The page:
…is that ultimately there is nothing “you” can do to become enlightened. You, yourself, in fact are the obstacle to enlightenment; an ego stubbornly clinging to the illusion of self. But if you ignore the whole subject of enlightenment and do nothing, you never become enlightened. So how does one become enlightened?
Are you talking about in Buddhism? What religion or philsophical tradition of enlightenment are you focusing on?
By reading the SDMB, of course…
Seriously, your contention is only valid if one accepts the underlying premise that we are “an ego stubbornly clinging to the illusion of self.” Lots of (meaningless) mumbo jumbo there, certainly.
The path to enlightenment is reason. The success of such enlightenment depends on the mind doing the reasoning.
Of course, if you are going to get all Buddhist on us and start talking Enlightenment about some sort of spiritual meaning “deeper” than what science can bring us, you probably need to clarify that up front so we can address the irrationality of such views.
You’re using one extremely narrow meaning of “enlightenment.” If you were really enlightened, you wouldn’t do that.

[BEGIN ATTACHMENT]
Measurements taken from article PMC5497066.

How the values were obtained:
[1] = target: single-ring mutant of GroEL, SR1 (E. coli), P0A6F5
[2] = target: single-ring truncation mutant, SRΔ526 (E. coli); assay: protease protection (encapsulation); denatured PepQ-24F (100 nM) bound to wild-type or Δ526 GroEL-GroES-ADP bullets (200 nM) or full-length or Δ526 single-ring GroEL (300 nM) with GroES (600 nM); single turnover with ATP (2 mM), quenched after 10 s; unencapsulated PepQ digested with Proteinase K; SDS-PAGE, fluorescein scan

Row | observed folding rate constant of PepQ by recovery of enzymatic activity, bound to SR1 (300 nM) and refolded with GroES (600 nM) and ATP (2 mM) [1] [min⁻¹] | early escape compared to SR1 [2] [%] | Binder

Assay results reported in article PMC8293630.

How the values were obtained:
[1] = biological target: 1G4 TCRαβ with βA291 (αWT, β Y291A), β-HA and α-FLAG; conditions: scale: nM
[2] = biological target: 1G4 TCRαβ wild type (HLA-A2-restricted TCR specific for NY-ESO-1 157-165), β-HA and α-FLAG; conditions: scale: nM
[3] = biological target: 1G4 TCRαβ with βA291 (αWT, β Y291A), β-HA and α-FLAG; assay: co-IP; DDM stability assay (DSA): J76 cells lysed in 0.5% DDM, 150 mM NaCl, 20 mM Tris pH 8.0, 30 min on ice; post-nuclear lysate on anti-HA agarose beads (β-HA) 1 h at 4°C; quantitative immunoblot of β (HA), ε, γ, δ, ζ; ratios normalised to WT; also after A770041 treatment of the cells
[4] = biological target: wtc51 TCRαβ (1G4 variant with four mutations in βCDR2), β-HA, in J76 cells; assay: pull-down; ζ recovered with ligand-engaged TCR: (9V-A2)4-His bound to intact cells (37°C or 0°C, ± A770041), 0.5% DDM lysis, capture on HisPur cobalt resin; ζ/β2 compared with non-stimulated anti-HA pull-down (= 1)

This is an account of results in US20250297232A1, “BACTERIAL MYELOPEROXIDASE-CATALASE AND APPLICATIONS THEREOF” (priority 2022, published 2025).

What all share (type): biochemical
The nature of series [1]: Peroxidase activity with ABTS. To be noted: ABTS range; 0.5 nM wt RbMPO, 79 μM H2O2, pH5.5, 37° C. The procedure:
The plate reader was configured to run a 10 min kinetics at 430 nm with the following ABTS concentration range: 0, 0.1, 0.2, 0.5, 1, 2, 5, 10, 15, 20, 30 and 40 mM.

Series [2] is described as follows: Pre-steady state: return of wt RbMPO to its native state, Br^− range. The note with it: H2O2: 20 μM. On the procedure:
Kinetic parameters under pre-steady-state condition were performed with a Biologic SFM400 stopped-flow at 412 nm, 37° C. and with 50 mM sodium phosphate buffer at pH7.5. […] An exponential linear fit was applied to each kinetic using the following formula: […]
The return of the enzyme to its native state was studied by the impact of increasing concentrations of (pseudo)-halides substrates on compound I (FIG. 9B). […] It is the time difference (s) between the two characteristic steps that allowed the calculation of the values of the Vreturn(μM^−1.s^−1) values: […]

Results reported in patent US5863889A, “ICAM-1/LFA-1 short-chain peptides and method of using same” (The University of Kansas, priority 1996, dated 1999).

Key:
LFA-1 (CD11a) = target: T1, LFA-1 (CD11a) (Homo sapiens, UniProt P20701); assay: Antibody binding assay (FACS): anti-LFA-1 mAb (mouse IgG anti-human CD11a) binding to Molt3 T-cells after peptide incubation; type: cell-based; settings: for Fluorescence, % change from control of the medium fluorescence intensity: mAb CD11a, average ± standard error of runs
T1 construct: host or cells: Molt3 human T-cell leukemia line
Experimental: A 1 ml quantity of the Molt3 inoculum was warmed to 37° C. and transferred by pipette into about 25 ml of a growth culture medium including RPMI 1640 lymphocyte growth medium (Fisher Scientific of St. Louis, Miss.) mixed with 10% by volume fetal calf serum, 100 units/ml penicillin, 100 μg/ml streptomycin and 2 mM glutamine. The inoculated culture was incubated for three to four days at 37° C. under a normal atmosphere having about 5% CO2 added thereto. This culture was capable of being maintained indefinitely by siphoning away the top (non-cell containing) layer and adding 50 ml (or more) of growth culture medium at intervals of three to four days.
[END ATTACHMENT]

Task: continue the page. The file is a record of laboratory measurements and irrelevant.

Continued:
What is this business of enlightenment? Some state of knowledge, satisfaction, whatever which is vastly different from and superior to that which most people ever attain? Why do you think there really is such a state?
The Eastern goal or state of “Enlightenment,” (Nibbana, Nirvana, Samadhi, Satori, whatever you want to call it) is not irrational or “spiritual” or supernatural or beyond science. It just refers to a real state of consciousness (which has been observed in laboratory conditions) in which the perception of “self” transcends what might be called the “ego” and becomes more universalized, more objective, etc.
It’s difficult to articulate in simple language without sounding all cryptic and pseudo-mystical but the most earth-bound way I can describe it is to say that your sense of your own consciousness becomes reoriented. There’s realization (or at least a convincing sense of realization) that the center of consciousness which we perceive as our “self” – that constant, babbling, internal monologue that never stops – is not really the center at all. We only have the illusion that it is. There is another broader, more objective, and completely detached sense of consciousness which underlies what Eastern mystics call the “ego” consciousness. The ego level of consciousness is the one with all the emotions and the fear and the desire and whatnot. These are distractions from the pure, unemotional, blissed out “Buddha consciousness” which is always just there underneath it all.
This state of mind actually exists. I’ve experienced very brief glimpses of it. A lot of people have had some sense of it while on hallucinogenic drugs (they might chracterize it is as “God consciousness” or having a “God within”).